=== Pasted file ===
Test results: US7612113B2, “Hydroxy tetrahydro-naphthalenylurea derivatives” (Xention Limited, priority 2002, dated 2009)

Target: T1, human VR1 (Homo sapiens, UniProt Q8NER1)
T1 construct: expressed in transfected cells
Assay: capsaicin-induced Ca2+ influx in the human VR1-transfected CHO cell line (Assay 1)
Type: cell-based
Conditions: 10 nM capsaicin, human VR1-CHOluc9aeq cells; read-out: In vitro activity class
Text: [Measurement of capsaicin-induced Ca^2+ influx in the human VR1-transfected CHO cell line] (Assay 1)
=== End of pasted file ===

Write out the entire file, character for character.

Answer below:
Test results: US7612113B2, “Hydroxy tetrahydro-naphthalenylurea derivatives” (Xention Limited, priority 2002, dated 2009)

Target: T1, human VR1 (Homo sapiens, UniProt Q8NER1)
T1 construct: expressed in transfected cells
Assay: capsaicin-induced Ca2+ influx in the human VR1-transfected CHO cell line (Assay 1)
Type: cell-based
Conditions: 10 nM capsaicin, human VR1-CHOluc9aeq cells; read-out: In vitro activity class
Text: [Measurement of capsaicin-induced Ca^2+ influx in the human VR1-transfected CHO cell line] (Assay 1)